Since then, if you visit this spot when there is standing water, you may just see or hear the ghostly children, and possibly the mother.
Image of the area via Google
Commentary: Despite growing up in Salida, I only recently heard this story when my sister and I began talking about ghost stories over the phone. Yep, me, the gatherer o' ghost stories, didn't hear about one from his own home town until after he had been living elsewhere for a good fifteen years.
I have been trying to figure out why I hadn't heard of this story before, and I have two basic ideas. 1) this may be a new story, and as a result is not something that I would have come into contact with as a teenager or child; or, more likely 2) I left Modesto just as people were beginning to routinely go onto the internet (I moved out of Salida in 1996, when computer ownership nationwide was something around half of what it currently is), and as a result access to stories such as this were limited to word-of-mouth, and, frankly, I wasn't the most socially adept teenager, resulting in less opportunities for me to hear the good stories. Interestingly, this story still hasn't made it online (well, I guess it has now since I'm posting it here, but...well, you get the idea).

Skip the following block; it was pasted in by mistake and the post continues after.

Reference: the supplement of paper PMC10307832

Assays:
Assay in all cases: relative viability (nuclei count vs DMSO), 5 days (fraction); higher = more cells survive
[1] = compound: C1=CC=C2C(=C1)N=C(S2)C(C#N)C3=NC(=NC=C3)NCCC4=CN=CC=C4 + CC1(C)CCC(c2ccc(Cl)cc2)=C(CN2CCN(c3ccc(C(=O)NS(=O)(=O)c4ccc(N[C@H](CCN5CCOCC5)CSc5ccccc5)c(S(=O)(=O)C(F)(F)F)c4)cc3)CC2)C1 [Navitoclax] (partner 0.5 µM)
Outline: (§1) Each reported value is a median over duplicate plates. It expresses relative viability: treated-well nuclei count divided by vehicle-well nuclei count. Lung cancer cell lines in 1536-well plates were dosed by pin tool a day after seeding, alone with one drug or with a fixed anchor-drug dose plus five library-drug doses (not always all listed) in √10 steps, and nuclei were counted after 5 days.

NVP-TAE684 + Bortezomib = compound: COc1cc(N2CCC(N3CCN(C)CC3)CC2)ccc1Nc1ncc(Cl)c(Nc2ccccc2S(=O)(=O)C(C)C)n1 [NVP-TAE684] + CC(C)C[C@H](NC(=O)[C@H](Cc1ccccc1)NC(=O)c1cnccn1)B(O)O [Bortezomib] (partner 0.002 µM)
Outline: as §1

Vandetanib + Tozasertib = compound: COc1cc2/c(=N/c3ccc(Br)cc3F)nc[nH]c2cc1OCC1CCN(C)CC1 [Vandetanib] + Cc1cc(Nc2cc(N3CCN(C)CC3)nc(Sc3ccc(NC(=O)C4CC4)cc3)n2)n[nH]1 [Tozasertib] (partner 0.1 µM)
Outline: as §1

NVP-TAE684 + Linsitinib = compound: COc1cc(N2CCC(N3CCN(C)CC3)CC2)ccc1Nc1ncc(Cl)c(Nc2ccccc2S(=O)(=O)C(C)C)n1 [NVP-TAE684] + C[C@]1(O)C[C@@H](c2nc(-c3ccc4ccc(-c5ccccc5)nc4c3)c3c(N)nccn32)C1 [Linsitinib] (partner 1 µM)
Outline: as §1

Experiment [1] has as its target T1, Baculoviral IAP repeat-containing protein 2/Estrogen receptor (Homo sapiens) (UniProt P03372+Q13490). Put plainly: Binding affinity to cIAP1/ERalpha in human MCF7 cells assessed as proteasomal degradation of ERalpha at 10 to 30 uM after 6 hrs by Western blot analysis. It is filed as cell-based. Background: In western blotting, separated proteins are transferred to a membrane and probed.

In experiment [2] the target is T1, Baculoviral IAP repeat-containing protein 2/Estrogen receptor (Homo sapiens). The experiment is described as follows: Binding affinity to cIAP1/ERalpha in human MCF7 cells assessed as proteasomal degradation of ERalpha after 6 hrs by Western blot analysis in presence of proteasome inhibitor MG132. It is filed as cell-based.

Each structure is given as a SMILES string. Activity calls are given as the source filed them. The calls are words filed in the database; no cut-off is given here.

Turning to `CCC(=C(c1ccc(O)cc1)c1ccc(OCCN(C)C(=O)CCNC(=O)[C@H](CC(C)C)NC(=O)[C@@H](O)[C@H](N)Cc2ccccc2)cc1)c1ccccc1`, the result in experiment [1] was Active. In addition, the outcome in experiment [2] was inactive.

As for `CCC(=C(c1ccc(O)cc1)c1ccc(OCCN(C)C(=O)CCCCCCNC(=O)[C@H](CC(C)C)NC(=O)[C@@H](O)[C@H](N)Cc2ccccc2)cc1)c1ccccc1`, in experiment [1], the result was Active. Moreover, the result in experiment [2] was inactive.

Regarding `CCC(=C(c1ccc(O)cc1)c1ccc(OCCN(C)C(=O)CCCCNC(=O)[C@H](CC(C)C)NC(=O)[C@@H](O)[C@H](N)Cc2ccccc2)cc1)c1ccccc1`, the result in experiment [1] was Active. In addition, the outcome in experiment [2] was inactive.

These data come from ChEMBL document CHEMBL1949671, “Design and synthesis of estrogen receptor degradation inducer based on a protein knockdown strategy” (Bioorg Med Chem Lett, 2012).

The story has obvious parallels with La Llarona, but so far I haven't heard a telling of it that contains the same warnings of danger as one gets with La Llarona. It also has obvious legend tripping potential.
Regardless, it's a good little story, and as far as I can tell, I'm the first person to put it on the internet. So, yay me?
Oh, and the odds of drowning in what amounts to a big but shallow mud puddle because your car skidded into it? I'm going to go out on a limb and so that it's close to zero. I wonder if the story was originally cooked up for the larger body of water known as Miller Lake located to the west.
Sources: Local Folkore